Falcon 9 for organ
The Falcon 9 is a two-stage rocket designed to transport satellites and spacecraft into orbit. Named for its use of nine first-stage engines, the rocket was designed by SpaceX, a privately funded aerospace manufacturer founded and led by the business magnate and engineer Elon Musk. On December 21, 2015, SpaceX successfully returned the first stage of the Falcon 9 rocket back to its launch site via a vertical propulsive landing, historically marking the world’s first successful landing of a rocket used for orbital launch. Tim Urban from Wait but Why compared the feat to “firing a pencil over the top of a skyscraper and trying to land it on a shoebox on the ground—on a windy day.” On Friday, April 8, 2016, SpaceX landed the Falcon 9 on a robotic barge for the first time. The monumental undertaking will have profound ramifications for the future of space travel. Prior to Falcon 9, rockets could launch only once, and then burned upon reentering the Earth’s atmosphere or plunged into the ocean as scrap metal. By creating a reusable first-stage rocket, SpaceX has considerably reduced the cost of space travel, bringing the company one step closer to their primary mission, enabling the colonization of Mars.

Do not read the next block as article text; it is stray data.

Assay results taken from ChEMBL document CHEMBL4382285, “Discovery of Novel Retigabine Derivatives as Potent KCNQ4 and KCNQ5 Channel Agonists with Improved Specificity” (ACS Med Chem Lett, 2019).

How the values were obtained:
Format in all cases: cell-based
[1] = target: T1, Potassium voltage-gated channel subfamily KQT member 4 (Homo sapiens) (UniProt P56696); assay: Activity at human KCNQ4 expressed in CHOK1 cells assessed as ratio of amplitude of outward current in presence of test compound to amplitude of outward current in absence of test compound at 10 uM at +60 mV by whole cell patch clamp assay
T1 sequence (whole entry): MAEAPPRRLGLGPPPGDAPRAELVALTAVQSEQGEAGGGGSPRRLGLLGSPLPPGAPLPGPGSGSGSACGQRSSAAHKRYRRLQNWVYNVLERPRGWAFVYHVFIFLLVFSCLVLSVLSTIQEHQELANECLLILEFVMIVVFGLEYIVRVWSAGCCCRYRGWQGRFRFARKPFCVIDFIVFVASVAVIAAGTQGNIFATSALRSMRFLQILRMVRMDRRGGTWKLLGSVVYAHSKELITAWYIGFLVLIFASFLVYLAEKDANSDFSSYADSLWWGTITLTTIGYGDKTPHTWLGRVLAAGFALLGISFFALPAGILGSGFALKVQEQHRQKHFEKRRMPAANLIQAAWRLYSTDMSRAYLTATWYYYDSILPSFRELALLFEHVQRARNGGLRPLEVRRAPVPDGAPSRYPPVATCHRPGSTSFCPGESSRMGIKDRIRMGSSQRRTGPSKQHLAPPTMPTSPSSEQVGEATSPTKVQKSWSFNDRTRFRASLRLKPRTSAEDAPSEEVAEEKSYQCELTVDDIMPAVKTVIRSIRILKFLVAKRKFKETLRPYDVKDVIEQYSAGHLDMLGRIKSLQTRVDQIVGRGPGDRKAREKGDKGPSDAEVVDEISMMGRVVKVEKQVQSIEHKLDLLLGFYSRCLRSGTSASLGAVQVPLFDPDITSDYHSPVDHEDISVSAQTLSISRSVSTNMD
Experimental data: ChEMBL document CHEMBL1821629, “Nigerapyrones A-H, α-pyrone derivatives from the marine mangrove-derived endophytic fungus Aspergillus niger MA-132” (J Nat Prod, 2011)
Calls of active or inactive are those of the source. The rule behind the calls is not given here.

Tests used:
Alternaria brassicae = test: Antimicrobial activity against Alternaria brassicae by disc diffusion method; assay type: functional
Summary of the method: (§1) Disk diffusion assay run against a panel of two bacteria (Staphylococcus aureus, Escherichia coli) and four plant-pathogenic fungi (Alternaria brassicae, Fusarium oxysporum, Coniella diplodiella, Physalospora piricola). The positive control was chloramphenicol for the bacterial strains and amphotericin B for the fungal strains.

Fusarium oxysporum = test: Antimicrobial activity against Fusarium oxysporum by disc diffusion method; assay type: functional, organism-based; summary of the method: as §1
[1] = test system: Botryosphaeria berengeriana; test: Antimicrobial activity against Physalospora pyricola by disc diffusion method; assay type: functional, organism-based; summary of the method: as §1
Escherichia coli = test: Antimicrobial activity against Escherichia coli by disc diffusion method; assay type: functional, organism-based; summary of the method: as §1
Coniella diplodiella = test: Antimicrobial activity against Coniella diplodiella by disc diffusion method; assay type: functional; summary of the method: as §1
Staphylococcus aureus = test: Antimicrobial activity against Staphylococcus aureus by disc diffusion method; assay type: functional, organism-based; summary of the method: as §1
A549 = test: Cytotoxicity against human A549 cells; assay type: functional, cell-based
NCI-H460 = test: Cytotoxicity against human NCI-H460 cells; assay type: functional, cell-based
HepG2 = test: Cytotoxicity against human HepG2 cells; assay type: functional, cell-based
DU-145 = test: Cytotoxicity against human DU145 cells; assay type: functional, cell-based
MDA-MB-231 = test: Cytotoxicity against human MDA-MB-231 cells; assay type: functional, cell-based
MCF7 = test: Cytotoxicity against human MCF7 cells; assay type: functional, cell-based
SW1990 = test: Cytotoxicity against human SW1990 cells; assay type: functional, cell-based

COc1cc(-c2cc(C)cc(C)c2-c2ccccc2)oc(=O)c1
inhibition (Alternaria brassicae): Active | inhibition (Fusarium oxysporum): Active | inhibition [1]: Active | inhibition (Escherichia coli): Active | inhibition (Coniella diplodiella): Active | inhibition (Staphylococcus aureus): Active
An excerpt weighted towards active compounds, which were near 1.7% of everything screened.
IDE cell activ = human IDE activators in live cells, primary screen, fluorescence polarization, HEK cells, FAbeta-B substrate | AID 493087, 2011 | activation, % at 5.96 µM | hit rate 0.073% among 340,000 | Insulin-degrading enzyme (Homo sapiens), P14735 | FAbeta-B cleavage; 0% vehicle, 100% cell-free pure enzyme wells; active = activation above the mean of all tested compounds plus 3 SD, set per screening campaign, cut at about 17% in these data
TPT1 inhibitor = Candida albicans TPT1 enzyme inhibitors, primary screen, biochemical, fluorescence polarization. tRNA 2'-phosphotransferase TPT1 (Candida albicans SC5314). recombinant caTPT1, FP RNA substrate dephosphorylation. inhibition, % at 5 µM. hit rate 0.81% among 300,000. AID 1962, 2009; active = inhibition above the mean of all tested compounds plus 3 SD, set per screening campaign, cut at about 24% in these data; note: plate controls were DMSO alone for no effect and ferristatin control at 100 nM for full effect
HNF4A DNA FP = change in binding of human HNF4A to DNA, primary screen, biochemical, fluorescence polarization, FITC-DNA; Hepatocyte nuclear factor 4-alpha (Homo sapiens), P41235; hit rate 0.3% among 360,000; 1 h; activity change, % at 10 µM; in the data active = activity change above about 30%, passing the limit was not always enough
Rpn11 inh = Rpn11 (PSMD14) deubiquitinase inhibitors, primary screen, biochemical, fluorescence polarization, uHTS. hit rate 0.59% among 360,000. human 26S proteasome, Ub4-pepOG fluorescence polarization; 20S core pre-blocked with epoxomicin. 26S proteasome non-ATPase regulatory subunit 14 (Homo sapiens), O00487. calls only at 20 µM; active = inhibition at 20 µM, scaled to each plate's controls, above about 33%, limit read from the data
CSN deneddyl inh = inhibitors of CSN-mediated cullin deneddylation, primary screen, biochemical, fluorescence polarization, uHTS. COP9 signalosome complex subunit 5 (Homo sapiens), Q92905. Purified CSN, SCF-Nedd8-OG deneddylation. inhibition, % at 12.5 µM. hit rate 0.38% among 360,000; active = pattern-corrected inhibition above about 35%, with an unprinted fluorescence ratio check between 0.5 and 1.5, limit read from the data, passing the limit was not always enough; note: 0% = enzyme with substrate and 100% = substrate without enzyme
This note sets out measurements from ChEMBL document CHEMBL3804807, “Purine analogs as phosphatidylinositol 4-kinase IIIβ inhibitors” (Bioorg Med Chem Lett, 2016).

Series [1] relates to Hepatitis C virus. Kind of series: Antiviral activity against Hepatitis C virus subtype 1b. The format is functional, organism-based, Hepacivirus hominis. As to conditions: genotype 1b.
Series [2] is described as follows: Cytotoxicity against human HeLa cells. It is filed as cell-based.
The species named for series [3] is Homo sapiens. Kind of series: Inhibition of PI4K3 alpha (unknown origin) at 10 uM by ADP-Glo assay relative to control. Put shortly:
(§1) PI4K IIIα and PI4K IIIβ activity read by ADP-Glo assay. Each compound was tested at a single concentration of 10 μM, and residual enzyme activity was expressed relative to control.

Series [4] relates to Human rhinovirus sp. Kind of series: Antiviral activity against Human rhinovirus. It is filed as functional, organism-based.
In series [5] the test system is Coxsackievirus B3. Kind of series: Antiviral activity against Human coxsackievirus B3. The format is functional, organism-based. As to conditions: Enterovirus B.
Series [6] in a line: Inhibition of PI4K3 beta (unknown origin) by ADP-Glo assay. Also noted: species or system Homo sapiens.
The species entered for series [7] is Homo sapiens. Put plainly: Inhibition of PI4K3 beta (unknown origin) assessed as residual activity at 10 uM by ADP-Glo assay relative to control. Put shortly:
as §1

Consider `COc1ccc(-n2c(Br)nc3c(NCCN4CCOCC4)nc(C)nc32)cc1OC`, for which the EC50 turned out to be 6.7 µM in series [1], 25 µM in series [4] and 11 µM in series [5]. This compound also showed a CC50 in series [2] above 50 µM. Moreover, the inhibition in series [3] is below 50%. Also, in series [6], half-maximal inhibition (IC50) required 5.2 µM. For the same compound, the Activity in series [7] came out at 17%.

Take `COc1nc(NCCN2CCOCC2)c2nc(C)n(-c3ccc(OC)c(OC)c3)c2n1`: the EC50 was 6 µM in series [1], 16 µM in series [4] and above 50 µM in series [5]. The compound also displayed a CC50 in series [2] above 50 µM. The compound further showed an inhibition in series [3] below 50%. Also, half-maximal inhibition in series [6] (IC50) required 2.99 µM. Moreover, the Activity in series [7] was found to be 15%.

Falcon 9 captures the grandeur of this technological marvel through thick, bright harmonies played with fortissimo registration. Fanfare sections alternate and interact with break-neck toccata passages, meant to elicit the rocket’s speed and precision. The pitch organization utilizes inversional symmetries within its harmonic and melodic design, referencing the upward and downward trajectory of the rocket. The organ perfectly suits a piece about Falcon 9—like the rocket, the instrument is a pinnacle of mechanical ingenuity and overwhelming power.
Jacobs School of Music, Bloomington IN
April 13, 2016